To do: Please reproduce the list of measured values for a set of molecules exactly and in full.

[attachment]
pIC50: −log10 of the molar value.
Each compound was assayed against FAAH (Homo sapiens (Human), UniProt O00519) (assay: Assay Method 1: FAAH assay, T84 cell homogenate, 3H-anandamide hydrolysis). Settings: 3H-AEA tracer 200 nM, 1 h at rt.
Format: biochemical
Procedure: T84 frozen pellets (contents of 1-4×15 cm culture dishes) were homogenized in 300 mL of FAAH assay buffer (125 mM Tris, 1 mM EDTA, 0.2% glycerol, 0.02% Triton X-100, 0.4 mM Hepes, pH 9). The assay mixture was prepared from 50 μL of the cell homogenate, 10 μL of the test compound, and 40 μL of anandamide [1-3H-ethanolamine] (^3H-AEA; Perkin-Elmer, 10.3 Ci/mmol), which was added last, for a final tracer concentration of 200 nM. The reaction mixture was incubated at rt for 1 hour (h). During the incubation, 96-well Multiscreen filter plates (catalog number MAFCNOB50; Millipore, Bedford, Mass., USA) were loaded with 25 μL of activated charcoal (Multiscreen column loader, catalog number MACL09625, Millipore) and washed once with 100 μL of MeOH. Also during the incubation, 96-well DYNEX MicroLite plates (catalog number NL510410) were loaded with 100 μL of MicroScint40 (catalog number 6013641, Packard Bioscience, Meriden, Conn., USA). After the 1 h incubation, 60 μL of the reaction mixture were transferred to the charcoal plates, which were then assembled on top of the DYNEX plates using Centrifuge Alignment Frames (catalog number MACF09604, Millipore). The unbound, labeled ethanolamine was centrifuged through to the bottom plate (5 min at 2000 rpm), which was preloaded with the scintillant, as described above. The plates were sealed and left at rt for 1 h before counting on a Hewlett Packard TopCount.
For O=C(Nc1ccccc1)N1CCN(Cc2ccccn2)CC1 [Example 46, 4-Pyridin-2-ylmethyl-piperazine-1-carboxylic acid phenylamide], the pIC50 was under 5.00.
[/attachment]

pIC50: −log10 of the molar value.
Each compound was assayed against FAAH (Homo sapiens (Human), UniProt O00519) (assay: Assay Method 1: FAAH assay, T84 cell homogenate, 3H-anandamide hydrolysis). Settings: 3H-AEA tracer 200 nM, 1 h at rt.
Format: biochemical
Procedure: T84 frozen pellets (contents of 1-4×15 cm culture dishes) were homogenized in 300 mL of FAAH assay buffer (125 mM Tris, 1 mM EDTA, 0.2% glycerol, 0.02% Triton X-100, 0.4 mM Hepes, pH 9). The assay mixture was prepared from 50 μL of the cell homogenate, 10 μL of the test compound, and 40 μL of anandamide [1-3H-ethanolamine] (^3H-AEA; Perkin-Elmer, 10.3 Ci/mmol), which was added last, for a final tracer concentration of 200 nM. The reaction mixture was incubated at rt for 1 hour (h). During the incubation, 96-well Multiscreen filter plates (catalog number MAFCNOB50; Millipore, Bedford, Mass., USA) were loaded with 25 μL of activated charcoal (Multiscreen column loader, catalog number MACL09625, Millipore) and washed once with 100 μL of MeOH. Also during the incubation, 96-well DYNEX MicroLite plates (catalog number NL510410) were loaded with 100 μL of MicroScint40 (catalog number 6013641, Packard Bioscience, Meriden, Conn., USA). After the 1 h incubation, 60 μL of the reaction mixture were transferred to the charcoal plates, which were then assembled on top of the DYNEX plates using Centrifuge Alignment Frames (catalog number MACF09604, Millipore). The unbound, labeled ethanolamine was centrifuged through to the bottom plate (5 min at 2000 rpm), which was preloaded with the scintillant, as described above. The plates were sealed and left at rt for 1 h before counting on a Hewlett Packard TopCount.
For O=C(Nc1ccccc1)N1CCN(Cc2ccccn2)CC1 [Example 46, 4-Pyridin-2-ylmethyl-piperazine-1-carboxylic acid phenylamide], the pIC50 was under 5.00.